Investigation into benefits system comes amid mounting evidence that payment delays have left thousands facing eviction
MPs have launched an official inquiry into universal credit amid growing concerns that design flaws in the new benefits system are leaving thousands of low-income claimants facing eviction and reliant on food banks.
The Commons work and pensions committee said it was compelled to launch a full investigation after mounting evidence that built-in payment delays and administrative blockages were creating severe problems for claimants and landlords.
A Guardian investigation this month found widespread evidence that thousands of tenants on universal credit were running up rent arrears and debts because they could not manage the minimum 42-day wait for a first payment.
Landlords have also criticised the system, with private landlords warning that they will not let to universal credit claimants because of the high risk of rent arrears and problems navigating byzantine official bureaucracy.
Surveys by housing associations have found that up to nine in 10 tenants on universal credit either run up rent arrears or increase the level of pre-existing arrears because so few are equipped to cope with long waits without income.
Frank Field MP, chair of the work and pensions committee said: “Huge delays in people receiving payments from universal credit have resulted in claimants falling into debt and rent arrears, caused health problems and led to many having to rely on food banks.”
The inquiry will ratchet up the pressure on the Department for Work and Pensions to review the design of universal credit. It has played down the impact of the 42-day waiting time, arguing that its research carried out two years ago suggests arrears levels fall after three months once tenants get used to the new system.
But the former welfare minister Lord Freud admitted to MPs last month that at least a quarter of tenants on universal credit had run up rent arrears as a result, and he suggested that ministers should consider shortening waiting times for payment.
The MPs inquiry was announced on the same day that the universal credit full service was rolled out to a handful of new areas, including Poplar in east London and Warrington. The rollout is not due to be complete until September 2018.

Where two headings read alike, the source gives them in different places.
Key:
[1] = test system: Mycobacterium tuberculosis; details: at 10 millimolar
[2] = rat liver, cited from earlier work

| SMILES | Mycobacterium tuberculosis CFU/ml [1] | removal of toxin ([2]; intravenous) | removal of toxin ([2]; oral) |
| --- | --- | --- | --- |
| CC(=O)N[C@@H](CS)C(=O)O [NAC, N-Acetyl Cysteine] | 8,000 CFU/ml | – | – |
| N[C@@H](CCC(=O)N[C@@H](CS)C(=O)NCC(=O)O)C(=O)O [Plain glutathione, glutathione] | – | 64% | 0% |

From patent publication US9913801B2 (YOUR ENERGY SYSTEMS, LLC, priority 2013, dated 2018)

read more here: https://www.theguardian.com/society/2017/feb/22/mps-launch-official-inquiry-universal-credit-benefits?CMP=share_btn_fb
Landlords are refusing to take on tenants who are in the process of claiming for benefits.
At a meeting of the Great Yarmouth branch of the Eastern Landlords Association last month, members said they would not take on new tenants in the process of making a claim for Universal Credit.
Chairman of the association, Paul Cunningham, said some claimants were waiting ten to 12 weeks for their first payment, forcing them to go into arrears. He also said there have been a number of evictions solely down to Universal Credit issues.
He added: “The introduction of Universal Credit in Great Yarmouth last April has proved to be disastrous with landlords now refusing to take any such claimants and evictions rising due to arrears caused by the system.”
Housing benefit used to be paid directly to landlords by the local authority.
However under the changes it is now up to claimants to pay their rent to their landlords.
During the roll out of Universal Credit there have been issues that the claims process has caused long delays for some people.
Mr Cunningham added: “Only if the claim process is radically altered will this situation change. Housing benefit tenants were always accepted because the council managed the claim and would liaise with landlords, now that the process is managed by Department of Work and Pensions (DWP), they refuse to communicate with the landlords even after being told the tenant is in danger of eviction.”